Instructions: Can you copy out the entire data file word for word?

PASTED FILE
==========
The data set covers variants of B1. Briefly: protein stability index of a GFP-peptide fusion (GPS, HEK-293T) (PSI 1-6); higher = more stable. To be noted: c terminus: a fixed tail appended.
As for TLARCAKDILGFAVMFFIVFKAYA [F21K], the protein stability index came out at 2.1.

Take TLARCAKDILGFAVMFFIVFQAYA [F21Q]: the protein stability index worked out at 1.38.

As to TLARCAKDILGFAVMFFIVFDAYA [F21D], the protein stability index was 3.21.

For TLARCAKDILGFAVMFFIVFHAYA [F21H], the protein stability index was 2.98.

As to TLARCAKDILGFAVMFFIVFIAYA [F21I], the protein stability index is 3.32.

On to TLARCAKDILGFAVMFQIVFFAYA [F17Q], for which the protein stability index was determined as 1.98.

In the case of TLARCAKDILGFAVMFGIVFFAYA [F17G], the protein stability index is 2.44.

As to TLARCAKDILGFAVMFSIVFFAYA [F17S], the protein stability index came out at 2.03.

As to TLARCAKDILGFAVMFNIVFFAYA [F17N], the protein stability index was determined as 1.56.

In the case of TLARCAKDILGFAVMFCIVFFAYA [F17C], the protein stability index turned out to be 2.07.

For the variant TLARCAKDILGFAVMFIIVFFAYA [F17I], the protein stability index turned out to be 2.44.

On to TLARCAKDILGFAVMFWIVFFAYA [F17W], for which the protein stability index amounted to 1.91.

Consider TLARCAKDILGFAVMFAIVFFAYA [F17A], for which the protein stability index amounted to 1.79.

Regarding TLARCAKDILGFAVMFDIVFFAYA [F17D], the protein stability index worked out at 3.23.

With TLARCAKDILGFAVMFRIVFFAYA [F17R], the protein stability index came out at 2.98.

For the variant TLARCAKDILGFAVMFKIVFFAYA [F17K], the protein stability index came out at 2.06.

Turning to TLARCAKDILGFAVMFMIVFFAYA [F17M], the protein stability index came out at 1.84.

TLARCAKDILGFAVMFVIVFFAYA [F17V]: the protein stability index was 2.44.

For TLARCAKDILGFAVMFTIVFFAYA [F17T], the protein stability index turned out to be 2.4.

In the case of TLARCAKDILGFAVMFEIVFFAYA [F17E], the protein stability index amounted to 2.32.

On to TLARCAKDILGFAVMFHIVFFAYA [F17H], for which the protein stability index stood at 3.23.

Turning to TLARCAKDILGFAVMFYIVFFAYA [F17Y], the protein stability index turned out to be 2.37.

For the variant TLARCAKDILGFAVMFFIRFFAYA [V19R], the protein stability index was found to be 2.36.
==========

The data set covers variants of B1. Briefly: protein stability index of a GFP-peptide fusion (GPS, HEK-293T) (PSI 1-6); higher = more stable. To be noted: c terminus: a fixed tail appended.
As for TLARCAKDILGFAVMFFIVFKAYA [F21K], the protein stability index came out at 2.1.

Take TLARCAKDILGFAVMFFIVFQAYA [F21Q]: the protein stability index worked out at 1.38.

As to TLARCAKDILGFAVMFFIVFDAYA [F21D], the protein stability index was 3.21.

For TLARCAKDILGFAVMFFIVFHAYA [F21H], the protein stability index was 2.98.

As to TLARCAKDILGFAVMFFIVFIAYA [F21I], the protein stability index is 3.32.

On to TLARCAKDILGFAVMFQIVFFAYA [F17Q], for which the protein stability index was determined as 1.98.

In the case of TLARCAKDILGFAVMFGIVFFAYA [F17G], the protein stability index is 2.44.

As to TLARCAKDILGFAVMFSIVFFAYA [F17S], the protein stability index came out at 2.03.

As to TLARCAKDILGFAVMFNIVFFAYA [F17N], the protein stability index was determined as 1.56.

In the case of TLARCAKDILGFAVMFCIVFFAYA [F17C], the protein stability index turned out to be 2.07.

For the variant TLARCAKDILGFAVMFIIVFFAYA [F17I], the protein stability index turned out to be 2.44.

On to TLARCAKDILGFAVMFWIVFFAYA [F17W], for which the protein stability index amounted to 1.91.

Consider TLARCAKDILGFAVMFAIVFFAYA [F17A], for which the protein stability index amounted to 1.79.

Regarding TLARCAKDILGFAVMFDIVFFAYA [F17D], the protein stability index worked out at 3.23.

With TLARCAKDILGFAVMFRIVFFAYA [F17R], the protein stability index came out at 2.98.

For the variant TLARCAKDILGFAVMFKIVFFAYA [F17K], the protein stability index came out at 2.06.

Turning to TLARCAKDILGFAVMFMIVFFAYA [F17M], the protein stability index came out at 1.84.

TLARCAKDILGFAVMFVIVFFAYA [F17V]: the protein stability index was 2.44.

For TLARCAKDILGFAVMFTIVFFAYA [F17T], the protein stability index turned out to be 2.4.

In the case of TLARCAKDILGFAVMFEIVFFAYA [F17E], the protein stability index amounted to 2.32.

On to TLARCAKDILGFAVMFHIVFFAYA [F17H], for which the protein stability index stood at 3.23.

Turning to TLARCAKDILGFAVMFYIVFFAYA [F17Y], the protein stability index turned out to be 2.37.

For the variant TLARCAKDILGFAVMFFIRFFAYA [V19R], the protein stability index was found to be 2.36.